The Covid-19 pandemic has heightened our awareness that grief is the natural response to the death of loved ones and the loss of jobs, routines, and even missed events or milestones. Though we anticipate an eventual end to the pandemic, grief for these and other losses will continue to accompany us. Will you recognize it when it appears? In my case, long before Covid-19, my mom’s death when I was a child started a lifetime journey to understand grief, which is the topic of my recent memoir, “The Art of Reassembly.” After Mom died, my family focused on the logistics of life and carried on as best we could. We went to school and work. We managed the house, assembled meals. Surviving was good enough, and we did not express emotions or talk about my mom.
Several years later, my dad remarried, and we embarked on a new story as a new family, pushing grief further into the background. Then, at age 25, I was present at the scene as my friend was injured in an accident on a downtown street. Fortunately, she recovered fully, but I was never quite the same. I cried easily and often for months afterward, and I could hardly eat. My clothes grew loose. Over time I noticed the disproportion of my reaction relative to my friend’s circumstances and how others handled it. Inside, I felt lost and empty as though I were falling through space, a sensation that paralleled my feelings as a child right after my mom died, I eventually realized. The accident had knocked my insides loose, and I could not put them back the same way.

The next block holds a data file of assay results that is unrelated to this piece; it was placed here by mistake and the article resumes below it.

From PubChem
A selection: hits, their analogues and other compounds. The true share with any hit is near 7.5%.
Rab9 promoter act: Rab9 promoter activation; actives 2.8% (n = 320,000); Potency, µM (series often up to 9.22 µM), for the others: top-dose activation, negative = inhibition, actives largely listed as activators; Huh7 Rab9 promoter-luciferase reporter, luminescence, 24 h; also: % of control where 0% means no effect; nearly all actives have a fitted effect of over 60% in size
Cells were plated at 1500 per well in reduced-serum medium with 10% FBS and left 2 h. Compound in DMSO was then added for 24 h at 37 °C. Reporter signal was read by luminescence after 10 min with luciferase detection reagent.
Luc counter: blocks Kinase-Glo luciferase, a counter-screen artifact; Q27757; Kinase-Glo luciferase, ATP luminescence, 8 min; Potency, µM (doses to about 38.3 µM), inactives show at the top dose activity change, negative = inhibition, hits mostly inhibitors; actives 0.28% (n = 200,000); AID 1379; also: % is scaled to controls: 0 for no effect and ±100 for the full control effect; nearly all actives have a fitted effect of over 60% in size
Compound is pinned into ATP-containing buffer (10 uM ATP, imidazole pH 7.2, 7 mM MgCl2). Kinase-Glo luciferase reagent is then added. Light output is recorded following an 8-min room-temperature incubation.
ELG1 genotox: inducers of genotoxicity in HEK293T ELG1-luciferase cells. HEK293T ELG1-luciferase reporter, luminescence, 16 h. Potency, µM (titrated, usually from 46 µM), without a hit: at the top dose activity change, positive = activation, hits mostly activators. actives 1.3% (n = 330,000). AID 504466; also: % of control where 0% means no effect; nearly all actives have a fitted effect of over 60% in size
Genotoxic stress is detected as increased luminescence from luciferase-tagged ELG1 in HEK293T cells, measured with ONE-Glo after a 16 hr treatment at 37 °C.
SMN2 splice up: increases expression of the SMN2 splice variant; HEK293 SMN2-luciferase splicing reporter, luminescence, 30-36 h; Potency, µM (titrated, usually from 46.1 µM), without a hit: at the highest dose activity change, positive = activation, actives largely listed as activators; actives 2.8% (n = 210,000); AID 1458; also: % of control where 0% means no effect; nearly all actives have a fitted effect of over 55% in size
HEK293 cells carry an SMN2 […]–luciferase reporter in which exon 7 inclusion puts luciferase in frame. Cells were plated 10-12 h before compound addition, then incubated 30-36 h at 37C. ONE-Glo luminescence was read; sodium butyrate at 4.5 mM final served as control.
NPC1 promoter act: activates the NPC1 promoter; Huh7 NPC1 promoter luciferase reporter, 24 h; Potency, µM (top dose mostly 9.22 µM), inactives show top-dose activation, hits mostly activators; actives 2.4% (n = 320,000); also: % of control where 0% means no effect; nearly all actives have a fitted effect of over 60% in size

Was this grief? Much to my surprise, I discovered that yes, it was.
Grief is a trickster, always ready to disrupt the plot. Tricksters operate outside rules and conventions in folktales but are hardly simple characters. Often childish, greedy, or even nasty, tricksters can also be friendly, helpful, and wise. Grief contains such contradictory aspects, too. Painful to feel and yet healing. Alternately intense and elusive. Like the trickster, grief shapeshifts according to each person’s personality and situation and holds remarkable staying power. My journey with grief has sensitized me to its sporadic appearances both in myself and others.
Anytime is Fine